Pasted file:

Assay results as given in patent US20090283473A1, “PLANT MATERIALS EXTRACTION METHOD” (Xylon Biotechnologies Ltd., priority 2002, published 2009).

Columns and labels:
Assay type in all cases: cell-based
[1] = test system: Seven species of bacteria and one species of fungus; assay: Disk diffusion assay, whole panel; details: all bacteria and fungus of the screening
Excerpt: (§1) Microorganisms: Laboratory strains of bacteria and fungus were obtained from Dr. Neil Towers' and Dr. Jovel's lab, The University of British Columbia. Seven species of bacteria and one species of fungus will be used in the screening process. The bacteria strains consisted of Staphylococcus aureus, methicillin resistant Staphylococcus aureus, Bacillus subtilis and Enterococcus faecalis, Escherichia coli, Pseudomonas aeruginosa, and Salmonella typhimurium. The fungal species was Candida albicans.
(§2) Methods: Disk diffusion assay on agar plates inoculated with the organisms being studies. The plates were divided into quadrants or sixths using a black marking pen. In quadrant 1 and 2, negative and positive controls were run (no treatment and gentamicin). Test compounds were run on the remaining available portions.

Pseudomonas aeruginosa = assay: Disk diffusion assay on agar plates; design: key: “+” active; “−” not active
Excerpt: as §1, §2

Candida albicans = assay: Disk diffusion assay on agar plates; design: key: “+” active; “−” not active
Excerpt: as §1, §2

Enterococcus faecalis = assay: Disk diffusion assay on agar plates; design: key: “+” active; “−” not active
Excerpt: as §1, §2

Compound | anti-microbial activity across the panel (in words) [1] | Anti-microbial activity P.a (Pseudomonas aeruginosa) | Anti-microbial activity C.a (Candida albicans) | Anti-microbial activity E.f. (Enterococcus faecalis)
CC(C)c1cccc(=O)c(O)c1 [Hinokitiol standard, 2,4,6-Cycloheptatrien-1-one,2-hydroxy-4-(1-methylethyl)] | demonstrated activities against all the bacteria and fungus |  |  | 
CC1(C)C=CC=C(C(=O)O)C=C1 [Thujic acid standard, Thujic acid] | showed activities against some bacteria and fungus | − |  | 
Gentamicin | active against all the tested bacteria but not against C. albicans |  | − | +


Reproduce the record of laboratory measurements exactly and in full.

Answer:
Assay results as given in patent US20090283473A1, “PLANT MATERIALS EXTRACTION METHOD” (Xylon Biotechnologies Ltd., priority 2002, published 2009).

Columns and labels:
Assay type in all cases: cell-based
[1] = test system: Seven species of bacteria and one species of fungus; assay: Disk diffusion assay, whole panel; details: all bacteria and fungus of the screening
Excerpt: (§1) Microorganisms: Laboratory strains of bacteria and fungus were obtained from Dr. Neil Towers' and Dr. Jovel's lab, The University of British Columbia. Seven species of bacteria and one species of fungus will be used in the screening process. The bacteria strains consisted of Staphylococcus aureus, methicillin resistant Staphylococcus aureus, Bacillus subtilis and Enterococcus faecalis, Escherichia coli, Pseudomonas aeruginosa, and Salmonella typhimurium. The fungal species was Candida albicans.
(§2) Methods: Disk diffusion assay on agar plates inoculated with the organisms being studies. The plates were divided into quadrants or sixths using a black marking pen. In quadrant 1 and 2, negative and positive controls were run (no treatment and gentamicin). Test compounds were run on the remaining available portions.

Pseudomonas aeruginosa = assay: Disk diffusion assay on agar plates; design: key: “+” active; “−” not active
Excerpt: as §1, §2

Candida albicans = assay: Disk diffusion assay on agar plates; design: key: “+” active; “−” not active
Excerpt: as §1, §2

Enterococcus faecalis = assay: Disk diffusion assay on agar plates; design: key: “+” active; “−” not active
Excerpt: as §1, §2

Compound | anti-microbial activity across the panel (in words) [1] | Anti-microbial activity P.a (Pseudomonas aeruginosa) | Anti-microbial activity C.a (Candida albicans) | Anti-microbial activity E.f. (Enterococcus faecalis)
CC(C)c1cccc(=O)c(O)c1 [Hinokitiol standard, 2,4,6-Cycloheptatrien-1-one,2-hydroxy-4-(1-methylethyl)] | demonstrated activities against all the bacteria and fungus |  |  | 
CC1(C)C=CC=C(C(=O)O)C=C1 [Thujic acid standard, Thujic acid] | showed activities against some bacteria and fungus | − |  | 
Gentamicin | active against all the tested bacteria but not against C. albicans |  | − | +